Affordable Care Act: The Good, the Bad, and the Parts that Don’t Work according to Doctor Kevin Most
Doctor Kevin Most joined the show this morning while Steve, Andrea, and Pat Brady were live from the Caucuses in Iowa. We discussed how Obamacare actually gets played out in the healthcare system, and what the candidates promising to repeal the Affordable Care Act would have to do to replace the controversial legislation. You can read more from the Doctor below.
Deadline to have signed up for the ACA was Jan 31, those who did not will now be looking at a fine of $695 or 2.5% of your household income whichever is higher. Remember these fines were much lower the first 2 years of the ACA. In 2014 it was a $95 fine or 1%, in 2015 it rose to $325 or 2% of household income. So each year this has gone up to incentive individuals to participate.
Depending on your income and where you live a large portion of the monthly premium may be subsidize to a much lower level and may approach zero. For most individuals we are talking about the lower wage worker, who works at a company where insurance may not be offered. In the past they could not afford insurance at all as the premiums were very high, the federal subsidy helps lower the cost and attempts to make it “affordable”. This is a relative term, many of these individuals are raising families and living paycheck to pay check. The additional cost of a premium may impact their daily living expenses, even if it is highly subsidized.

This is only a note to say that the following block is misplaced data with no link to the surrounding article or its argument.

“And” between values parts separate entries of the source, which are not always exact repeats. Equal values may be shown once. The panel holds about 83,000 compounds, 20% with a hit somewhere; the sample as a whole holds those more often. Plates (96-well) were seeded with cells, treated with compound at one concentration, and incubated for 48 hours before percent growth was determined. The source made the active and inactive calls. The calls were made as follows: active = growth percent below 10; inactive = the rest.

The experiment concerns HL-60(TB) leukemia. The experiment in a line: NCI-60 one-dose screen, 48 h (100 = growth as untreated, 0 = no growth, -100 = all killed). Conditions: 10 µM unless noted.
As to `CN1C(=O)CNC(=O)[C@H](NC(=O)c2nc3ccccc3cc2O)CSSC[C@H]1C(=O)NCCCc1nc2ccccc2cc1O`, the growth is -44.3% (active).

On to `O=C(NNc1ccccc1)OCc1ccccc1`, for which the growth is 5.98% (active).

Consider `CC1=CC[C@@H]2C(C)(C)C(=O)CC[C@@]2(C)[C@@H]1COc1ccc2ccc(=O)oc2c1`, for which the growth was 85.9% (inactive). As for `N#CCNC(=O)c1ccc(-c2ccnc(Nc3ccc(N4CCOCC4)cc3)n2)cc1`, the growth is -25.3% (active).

As patients start to make a decision on choosing a plan, they will often look at what their monthly premium would be, as this is the amount they are responsible each month. The difficult part is the large deductibles that are associated with these plans. If they choose a bronze plan which has the lowest monthly premium also has the highest deductible which in most cases is between $5,000- $6500 each year. As you move up plans to a silver or gold plan the monthly premium increases and the deductible decreases. The vast majority of individuals in the past 2 years have signed up for the silver plans, these plans have deductibles that are$2,000-3,500/ yr. 20 % of individuals chose the bronze plan with those $6,000 deductibles. It has been said that most americans could not afford to be hit with a $2,000 bill.
Do the plans protect the individual and family from a catastrophic illness, it absolutely does. Patients will not have the massive bills that can be hit when an individual has a major illness. However it does impact that individual that has some health issues that will have some costs. The plan does provide for no cost preventative care including physicals and cancer screening, these screens can often identify problems that are treatable which for the long term health of the country is good.
One of the big concerns is keeping your doctor and keeping the hospital you want to receive care at. President Obama made the statement that you can keep your doctor, that is true as long as your doctor is in the plan that you choose. All doctors are not in all plans. Many of the plans are restricted or have what we call narrow network. Some of the largest plans have blocked some hospitals from providing care for the individuals they have insured. The difficult portion of this is that the websites are not always accurate with physicians that are in the plan and that hospitals may opt out of a plan based on the rates they are willing to pay. Many hospitals will limit the number of plans they will participate in due to the administrative costs as well as how much the plans are willing to pay the hospitals for care.
How do we improve the ACA? This is a tough question, as it impacts everyone. Do we make the premiums higher? Do we mandate some hospitals to participate? Are we ready to limit some care, cut back on somethings we are now expecting?